Kondo Hiroyuki
   Department   School of Medicine  Ophthalmology, Clinical Medical Sciences
Article types journal article
Language English
Peer review Peer reviewed
Title Foveal Hypoplasia in Patients with Stickler Syndrome.
Journal Formal name:Ophthalmology
ISSN code:01616420/15494713
Domestic / ForeginForegin
Volume, Issue, Page 124(6),896-902頁
Author and coauthor Matsushita Itsuka, Nagata Tatsuo, Hayashi Takaaki, Kimoto Kenichi, Kubota Toshiaki, Ohji Masahito, Kusaka Shunji, Kondo Hiroyuki
Publication date 2017/06
Summary PURPOSE:To determine the microstructure of the fovea in patients with Stickler syndrome using imaging by spectral-domain optical coherence tomography (SD OCT) and swept-source OCT.DESIGN:Retrospective case series study.PARTICIPANTS:A total of 39 eyes of 25 patients with genetically confirmed Stickler syndrome were studied.METHODS:All of the patients had mutations in the COL2A1 gene and were diagnosed with Stickler syndrome. Cross-sectional OCT images, OCT angiography (OCTA), and en face OCT images were assessed. The ratio of the foveal inner retinal layer (fIRL) thickness to the parafoveal inner retinal layer (pIRL) thickness, the ratio of the foveal outer retinal layer (fORL) thickness to the parafoveal outer retinal layer (pORL) thickness, and the size of the foveal avascular zone (FAZ) were determined.MAIN OUTCOME MEASURES:The degree of foveal hypoplasia and the best-corrected visual acuity in patients with Stickler syndrome.RESULTS:A persistence of the inner retinal layers in the fovea with an fIRL/pIRL ratio >0.2 was present in 32 of the 39 eyes (82%). Optical coherence tomography angiography showed that the FAZ was smaller, 0 to 0.19 mm(2), than that of normal eyes, in 25 eyes of 17 patients who underwent OCTA. There was no significant correlation between the visual acuities and the fIRL/pIRL ratios.CONCLUSIONS:A mild foveal hypoplasia with a persistence of the IRL is characteristic of eyes with Stickler syndrome. The visual acuities were not correlated with the fIRL/pIRL ratios.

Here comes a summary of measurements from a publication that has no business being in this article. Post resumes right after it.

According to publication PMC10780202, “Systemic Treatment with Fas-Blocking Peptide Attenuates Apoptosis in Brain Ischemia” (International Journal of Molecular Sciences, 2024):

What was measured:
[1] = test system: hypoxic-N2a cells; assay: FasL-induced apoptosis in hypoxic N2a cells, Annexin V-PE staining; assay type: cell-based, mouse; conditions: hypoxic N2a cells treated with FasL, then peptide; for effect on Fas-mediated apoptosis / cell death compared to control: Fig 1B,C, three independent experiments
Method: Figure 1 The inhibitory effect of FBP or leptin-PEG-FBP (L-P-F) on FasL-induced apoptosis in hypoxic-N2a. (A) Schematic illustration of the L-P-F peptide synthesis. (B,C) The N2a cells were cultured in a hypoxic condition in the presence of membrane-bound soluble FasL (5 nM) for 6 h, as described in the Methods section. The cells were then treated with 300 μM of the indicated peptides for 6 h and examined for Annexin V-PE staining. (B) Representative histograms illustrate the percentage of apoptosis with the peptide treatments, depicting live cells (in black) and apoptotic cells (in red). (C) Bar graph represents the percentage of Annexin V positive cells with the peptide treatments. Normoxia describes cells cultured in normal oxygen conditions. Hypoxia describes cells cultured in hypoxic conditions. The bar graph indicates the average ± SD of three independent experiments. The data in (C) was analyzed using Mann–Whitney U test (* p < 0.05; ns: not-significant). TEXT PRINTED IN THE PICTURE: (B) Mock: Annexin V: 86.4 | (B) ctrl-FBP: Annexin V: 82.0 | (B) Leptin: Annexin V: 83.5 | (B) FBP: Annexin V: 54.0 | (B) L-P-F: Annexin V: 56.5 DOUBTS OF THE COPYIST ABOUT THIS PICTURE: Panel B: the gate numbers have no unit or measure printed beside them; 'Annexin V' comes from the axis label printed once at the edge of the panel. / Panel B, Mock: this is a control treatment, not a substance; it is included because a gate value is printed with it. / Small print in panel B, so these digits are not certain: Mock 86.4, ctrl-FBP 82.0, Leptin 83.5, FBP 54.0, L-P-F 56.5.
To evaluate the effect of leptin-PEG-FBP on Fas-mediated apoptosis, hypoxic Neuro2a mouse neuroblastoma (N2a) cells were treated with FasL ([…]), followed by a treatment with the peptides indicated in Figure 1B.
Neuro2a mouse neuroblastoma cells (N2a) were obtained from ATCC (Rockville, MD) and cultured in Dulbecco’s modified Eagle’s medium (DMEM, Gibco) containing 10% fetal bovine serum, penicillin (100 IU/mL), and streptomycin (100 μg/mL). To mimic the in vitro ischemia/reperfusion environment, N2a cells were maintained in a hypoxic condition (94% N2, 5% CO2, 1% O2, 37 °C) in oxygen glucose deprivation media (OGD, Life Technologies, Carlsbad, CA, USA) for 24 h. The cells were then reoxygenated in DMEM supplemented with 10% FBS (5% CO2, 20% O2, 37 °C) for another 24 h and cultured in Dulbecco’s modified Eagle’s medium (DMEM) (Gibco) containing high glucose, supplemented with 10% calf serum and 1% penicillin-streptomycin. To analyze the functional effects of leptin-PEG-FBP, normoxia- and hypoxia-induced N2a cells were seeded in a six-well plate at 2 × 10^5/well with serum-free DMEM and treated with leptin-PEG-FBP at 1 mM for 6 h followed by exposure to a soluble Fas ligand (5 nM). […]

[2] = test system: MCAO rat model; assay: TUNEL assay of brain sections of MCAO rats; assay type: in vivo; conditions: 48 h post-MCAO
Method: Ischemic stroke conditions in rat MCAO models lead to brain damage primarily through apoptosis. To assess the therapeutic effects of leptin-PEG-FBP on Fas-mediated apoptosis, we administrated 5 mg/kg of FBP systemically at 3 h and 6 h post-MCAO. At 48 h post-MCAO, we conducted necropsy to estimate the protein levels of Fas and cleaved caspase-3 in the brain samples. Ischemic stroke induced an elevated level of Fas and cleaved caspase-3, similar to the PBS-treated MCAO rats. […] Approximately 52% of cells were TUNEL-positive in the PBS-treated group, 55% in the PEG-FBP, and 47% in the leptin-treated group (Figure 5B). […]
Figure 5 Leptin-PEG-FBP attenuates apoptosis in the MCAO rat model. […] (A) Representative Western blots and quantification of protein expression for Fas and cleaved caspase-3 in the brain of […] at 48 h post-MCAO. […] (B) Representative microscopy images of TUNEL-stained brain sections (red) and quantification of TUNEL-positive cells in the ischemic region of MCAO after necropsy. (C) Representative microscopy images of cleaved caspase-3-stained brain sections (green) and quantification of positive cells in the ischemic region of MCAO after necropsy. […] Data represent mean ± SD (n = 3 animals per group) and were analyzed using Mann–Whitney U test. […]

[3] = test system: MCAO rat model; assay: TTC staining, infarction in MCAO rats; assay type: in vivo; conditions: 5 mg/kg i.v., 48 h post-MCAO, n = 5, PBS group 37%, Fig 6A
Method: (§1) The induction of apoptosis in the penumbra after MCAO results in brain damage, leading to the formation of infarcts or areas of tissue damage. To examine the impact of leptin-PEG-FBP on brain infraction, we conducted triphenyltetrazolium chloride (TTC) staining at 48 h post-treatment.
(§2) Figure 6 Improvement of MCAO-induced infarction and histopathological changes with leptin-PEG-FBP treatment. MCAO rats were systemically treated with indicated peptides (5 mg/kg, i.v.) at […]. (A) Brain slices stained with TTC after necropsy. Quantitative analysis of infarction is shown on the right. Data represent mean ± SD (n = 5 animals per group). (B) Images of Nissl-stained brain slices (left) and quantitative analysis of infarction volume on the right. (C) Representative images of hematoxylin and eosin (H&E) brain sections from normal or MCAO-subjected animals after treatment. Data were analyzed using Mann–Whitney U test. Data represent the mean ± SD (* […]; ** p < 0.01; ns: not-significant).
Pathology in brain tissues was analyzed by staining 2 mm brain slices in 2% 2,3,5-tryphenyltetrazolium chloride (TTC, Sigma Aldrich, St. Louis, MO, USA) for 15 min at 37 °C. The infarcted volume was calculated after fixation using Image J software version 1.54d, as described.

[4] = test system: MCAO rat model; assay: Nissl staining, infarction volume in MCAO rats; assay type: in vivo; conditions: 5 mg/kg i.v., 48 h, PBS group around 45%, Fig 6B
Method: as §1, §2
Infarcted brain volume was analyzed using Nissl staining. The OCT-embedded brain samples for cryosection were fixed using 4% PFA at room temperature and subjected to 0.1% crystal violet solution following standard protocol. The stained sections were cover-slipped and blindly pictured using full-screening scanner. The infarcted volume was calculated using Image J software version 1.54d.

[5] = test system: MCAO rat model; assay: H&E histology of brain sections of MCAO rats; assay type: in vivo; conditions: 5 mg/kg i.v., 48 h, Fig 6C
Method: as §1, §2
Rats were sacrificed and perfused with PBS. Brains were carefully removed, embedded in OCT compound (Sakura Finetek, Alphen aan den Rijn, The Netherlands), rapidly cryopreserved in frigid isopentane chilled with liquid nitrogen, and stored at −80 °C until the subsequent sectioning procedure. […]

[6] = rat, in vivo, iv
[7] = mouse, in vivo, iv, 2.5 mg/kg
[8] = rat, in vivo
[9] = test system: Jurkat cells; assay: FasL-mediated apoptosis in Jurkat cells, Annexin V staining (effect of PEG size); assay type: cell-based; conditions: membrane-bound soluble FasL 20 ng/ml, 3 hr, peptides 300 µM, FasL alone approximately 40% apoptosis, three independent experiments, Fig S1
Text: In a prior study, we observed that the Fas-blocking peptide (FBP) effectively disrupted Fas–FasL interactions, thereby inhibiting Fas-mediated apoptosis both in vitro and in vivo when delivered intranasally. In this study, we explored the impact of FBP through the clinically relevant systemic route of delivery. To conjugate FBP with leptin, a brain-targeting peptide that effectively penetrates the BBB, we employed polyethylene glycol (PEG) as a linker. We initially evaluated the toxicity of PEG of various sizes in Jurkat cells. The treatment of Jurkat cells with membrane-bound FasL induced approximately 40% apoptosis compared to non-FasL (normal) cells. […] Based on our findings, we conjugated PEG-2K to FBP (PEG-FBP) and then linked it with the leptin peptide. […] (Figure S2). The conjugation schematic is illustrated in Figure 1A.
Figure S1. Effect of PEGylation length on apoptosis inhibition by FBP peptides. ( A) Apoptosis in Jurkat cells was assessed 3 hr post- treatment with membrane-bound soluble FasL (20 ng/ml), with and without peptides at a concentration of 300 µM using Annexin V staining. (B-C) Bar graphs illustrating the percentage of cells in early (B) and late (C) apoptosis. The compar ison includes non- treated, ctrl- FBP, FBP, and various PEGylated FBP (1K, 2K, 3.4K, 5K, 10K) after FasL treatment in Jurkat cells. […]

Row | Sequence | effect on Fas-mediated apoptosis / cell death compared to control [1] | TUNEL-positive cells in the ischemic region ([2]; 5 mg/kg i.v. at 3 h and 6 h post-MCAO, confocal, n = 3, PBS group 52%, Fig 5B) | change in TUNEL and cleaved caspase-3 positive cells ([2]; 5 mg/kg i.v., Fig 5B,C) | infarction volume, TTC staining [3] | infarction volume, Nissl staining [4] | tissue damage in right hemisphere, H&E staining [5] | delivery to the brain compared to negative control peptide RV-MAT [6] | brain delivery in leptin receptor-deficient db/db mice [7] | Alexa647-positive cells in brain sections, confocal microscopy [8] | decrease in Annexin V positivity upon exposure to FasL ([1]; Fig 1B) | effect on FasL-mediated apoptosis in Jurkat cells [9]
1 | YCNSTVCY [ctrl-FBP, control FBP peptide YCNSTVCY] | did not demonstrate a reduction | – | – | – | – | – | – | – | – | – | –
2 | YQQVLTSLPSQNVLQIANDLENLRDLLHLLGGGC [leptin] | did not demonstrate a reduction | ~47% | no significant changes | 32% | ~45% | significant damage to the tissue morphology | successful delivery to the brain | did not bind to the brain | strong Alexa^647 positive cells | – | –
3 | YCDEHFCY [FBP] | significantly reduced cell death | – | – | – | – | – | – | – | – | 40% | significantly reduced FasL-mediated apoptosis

DOI 10.1016/j.ophtha.2017.01.046
PMID 28283280